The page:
You don’t need to look further for chicken owners who want a free-range chicken because Icelandic chickens are the answer. This breed is not popular in the United States, but it’s well worth it. They are adaptable and hardy to thrive in different situations and temperatures.
While they may not do well in confinement, they are skilled foragers who can navigate and feed independently if given the space they need to do so. Additionally, they are an excellent choice for off-grid living. Continue reading this article to learn more about Icelandic chickens and their history and temperament.
|Icelandic Chicken Overview
|Dual Purpose (meat and egg)
|Tinted beige, light beige, or white
|Medium or Large
|Yes (Due to their adaptability)
|100 to 180 annually
|Chicken Skin Color
|Up to 15 years
|Adult Weight (Hen)
|Adult Weight (Rooster)
|4/5 (Assumed from their temperament)
The History of Icelandic Chickens
The Icelandic Chicken was first recorded in the ninth and tenth centuries during the Icelandic settlement, brought by the Viking or Norse settlers. Years passed, and they developed into a breed with incredible adaptability and can lay eggs even during the coldest season.
Until 1930, they were the only chicken breed on the island before chicken import started. However, due to many factors, such as diseases and parasites, the pure Icelandic breed started becoming endangered, so the government made many policies to preserve and protect this landrace breed.
In 1970, several Icelandic chickens were saved and bred to produce the modern numbers of this breed. Their numbers are estimated to be 4,000 in Iceland and 1,000 in North America, equal to 5,000 in the total Icelandic chicken population. Because of this number, this breed is considered endangered and under the protection of the Livestock Conservancy.
Basic Traits of an Icelandic Chicken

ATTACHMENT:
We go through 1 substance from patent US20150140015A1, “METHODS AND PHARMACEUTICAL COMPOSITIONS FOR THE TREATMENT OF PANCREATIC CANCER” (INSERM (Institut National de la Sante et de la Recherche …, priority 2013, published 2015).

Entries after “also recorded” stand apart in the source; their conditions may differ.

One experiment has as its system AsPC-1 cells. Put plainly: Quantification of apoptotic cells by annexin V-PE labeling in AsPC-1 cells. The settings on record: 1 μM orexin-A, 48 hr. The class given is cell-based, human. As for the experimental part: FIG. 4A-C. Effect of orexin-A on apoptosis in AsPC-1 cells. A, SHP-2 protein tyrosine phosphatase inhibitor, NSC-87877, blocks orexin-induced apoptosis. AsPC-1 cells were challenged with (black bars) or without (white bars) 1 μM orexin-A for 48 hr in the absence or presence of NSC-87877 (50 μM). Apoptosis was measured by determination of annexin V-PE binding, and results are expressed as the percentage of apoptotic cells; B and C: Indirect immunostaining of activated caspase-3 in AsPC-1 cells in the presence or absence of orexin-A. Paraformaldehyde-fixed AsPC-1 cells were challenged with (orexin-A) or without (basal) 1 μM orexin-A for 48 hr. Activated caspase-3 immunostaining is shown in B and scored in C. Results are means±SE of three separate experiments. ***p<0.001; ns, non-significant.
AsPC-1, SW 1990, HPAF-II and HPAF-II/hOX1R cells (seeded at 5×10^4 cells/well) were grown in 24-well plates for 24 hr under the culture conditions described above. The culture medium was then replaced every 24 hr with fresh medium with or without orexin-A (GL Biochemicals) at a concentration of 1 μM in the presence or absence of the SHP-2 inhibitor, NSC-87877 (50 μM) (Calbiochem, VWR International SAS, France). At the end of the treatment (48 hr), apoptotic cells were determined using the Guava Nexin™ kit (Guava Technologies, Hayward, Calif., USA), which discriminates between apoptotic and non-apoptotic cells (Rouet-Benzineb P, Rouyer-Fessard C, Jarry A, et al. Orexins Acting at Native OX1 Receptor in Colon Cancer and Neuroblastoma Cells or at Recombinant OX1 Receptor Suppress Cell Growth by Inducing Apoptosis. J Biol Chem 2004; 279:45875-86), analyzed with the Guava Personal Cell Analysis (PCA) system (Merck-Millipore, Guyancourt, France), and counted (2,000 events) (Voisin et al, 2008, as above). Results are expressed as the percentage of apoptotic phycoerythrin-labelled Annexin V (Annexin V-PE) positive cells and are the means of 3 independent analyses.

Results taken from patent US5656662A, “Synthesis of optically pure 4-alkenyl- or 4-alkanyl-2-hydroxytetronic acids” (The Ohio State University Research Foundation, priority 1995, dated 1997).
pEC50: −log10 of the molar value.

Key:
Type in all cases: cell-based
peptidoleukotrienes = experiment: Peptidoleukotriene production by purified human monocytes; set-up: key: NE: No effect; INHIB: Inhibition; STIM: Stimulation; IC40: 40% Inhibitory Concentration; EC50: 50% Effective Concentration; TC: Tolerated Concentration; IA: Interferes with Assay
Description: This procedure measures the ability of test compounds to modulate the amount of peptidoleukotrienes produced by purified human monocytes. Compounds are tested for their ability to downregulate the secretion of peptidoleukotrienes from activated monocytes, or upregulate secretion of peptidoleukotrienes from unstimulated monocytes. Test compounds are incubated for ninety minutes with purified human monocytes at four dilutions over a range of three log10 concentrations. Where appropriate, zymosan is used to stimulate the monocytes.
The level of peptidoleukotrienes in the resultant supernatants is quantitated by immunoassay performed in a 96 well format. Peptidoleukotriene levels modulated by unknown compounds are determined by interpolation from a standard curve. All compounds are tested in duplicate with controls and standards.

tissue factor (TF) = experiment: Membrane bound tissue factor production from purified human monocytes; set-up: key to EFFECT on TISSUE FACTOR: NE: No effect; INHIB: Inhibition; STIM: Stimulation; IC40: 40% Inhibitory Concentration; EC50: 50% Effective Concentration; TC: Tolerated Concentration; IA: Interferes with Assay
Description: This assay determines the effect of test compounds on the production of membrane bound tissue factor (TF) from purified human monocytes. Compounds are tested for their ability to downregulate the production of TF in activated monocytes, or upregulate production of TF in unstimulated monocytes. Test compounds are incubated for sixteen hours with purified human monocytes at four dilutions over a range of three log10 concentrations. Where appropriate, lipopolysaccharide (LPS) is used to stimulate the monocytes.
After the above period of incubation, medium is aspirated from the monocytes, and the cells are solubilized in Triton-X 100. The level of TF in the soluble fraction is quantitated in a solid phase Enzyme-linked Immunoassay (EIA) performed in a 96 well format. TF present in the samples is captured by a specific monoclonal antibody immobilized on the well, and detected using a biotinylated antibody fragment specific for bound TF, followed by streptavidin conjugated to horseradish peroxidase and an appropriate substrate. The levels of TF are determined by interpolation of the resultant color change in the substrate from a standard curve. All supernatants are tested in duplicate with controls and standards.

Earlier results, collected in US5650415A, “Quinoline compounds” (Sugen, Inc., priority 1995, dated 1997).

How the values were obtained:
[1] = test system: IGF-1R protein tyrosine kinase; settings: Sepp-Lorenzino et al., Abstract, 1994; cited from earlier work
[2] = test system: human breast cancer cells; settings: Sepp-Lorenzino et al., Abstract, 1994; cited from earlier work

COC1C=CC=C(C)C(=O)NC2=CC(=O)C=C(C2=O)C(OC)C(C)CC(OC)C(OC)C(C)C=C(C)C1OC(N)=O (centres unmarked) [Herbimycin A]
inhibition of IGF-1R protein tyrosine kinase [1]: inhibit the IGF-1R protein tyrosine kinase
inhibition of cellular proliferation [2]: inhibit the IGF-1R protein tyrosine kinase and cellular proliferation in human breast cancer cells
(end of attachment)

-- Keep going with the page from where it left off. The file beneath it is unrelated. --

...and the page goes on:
Although this breed is estimated to be 5,000 in number, there are four different distinctions or lines of Icelandic chicken. These lines are named after the farm where they were raised and bred. Therefore, each of their lineages can also be traced in these farms. The four types of Icelandic chickens are the Behl line, the Husatoftir line, the Sigrid line, and the Hlesey line.
While there may be some variations to this breed, they all are generally called Icelandic chickens. There isn’t a specific look to the Icelandic chickens as they all differ in size, color, patterns, or comb style. However, you can quickly identify this breed because of its featherless legs. Other than that, they may look like different breeds of chicken.
As previously mentioned, this breed is a skilled forager. That means it can live on its own for as long as they have a vast space to navigate where it can find their food. They are also a flying chicken breed which helps them get away from enemies whenever they need to.
The Temperament of an Icelandic Chicken
When it comes to personality and temperament, Icelandic chickens are a top choice for chicken owners. They are a great breed to keep if you have ample space to roam around and be safe. Their friendly nature and ease of maintenance are some of their best features.